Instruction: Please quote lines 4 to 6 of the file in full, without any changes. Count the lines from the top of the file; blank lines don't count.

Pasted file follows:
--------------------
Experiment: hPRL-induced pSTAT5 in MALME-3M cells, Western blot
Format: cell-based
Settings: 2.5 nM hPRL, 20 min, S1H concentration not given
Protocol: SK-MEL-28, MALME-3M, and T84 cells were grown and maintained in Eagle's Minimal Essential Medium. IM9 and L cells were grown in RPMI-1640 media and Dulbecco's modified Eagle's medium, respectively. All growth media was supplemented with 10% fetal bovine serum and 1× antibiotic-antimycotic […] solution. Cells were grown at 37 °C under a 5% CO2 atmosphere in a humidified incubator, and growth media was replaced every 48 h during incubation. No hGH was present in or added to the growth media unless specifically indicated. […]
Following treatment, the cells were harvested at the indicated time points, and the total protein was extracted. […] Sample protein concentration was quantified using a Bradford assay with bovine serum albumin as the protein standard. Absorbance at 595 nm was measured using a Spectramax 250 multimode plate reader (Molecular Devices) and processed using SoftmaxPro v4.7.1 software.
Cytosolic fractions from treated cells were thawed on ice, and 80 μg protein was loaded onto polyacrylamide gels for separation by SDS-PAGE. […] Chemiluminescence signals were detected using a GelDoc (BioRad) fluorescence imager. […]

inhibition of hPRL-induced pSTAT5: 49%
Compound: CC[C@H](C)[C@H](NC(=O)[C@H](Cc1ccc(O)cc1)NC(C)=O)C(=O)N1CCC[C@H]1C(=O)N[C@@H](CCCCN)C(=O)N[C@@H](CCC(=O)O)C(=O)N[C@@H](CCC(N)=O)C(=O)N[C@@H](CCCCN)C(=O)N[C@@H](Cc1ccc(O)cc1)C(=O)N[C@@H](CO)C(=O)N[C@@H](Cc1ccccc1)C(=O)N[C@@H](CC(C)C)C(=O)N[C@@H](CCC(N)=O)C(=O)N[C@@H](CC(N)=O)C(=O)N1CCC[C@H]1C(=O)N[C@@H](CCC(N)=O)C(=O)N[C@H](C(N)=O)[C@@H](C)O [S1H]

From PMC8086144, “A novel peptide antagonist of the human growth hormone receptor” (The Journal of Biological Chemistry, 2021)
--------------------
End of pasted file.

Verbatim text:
Protocol: SK-MEL-28, MALME-3M, and T84 cells were grown and maintained in Eagle's Minimal Essential Medium. IM9 and L cells were grown in RPMI-1640 media and Dulbecco's modified Eagle's medium, respectively. All growth media was supplemented with 10% fetal bovine serum and 1× antibiotic-antimycotic […] solution. Cells were grown at 37 °C under a 5% CO2 atmosphere in a humidified incubator, and growth media was replaced every 48 h during incubation. No hGH was present in or added to the growth media unless specifically indicated. […]
Following treatment, the cells were harvested at the indicated time points, and the total protein was extracted. […] Sample protein concentration was quantified using a Bradford assay with bovine serum albumin as the protein standard. Absorbance at 595 nm was measured using a Spectramax 250 multimode plate reader (Molecular Devices) and processed using SoftmaxPro v4.7.1 software.
Cytosolic fractions from treated cells were thawed on ice, and 80 μg protein was loaded onto polyacrylamide gels for separation by SDS-PAGE. […] Chemiluminescence signals were detected using a GelDoc (BioRad) fluorescence imager. […]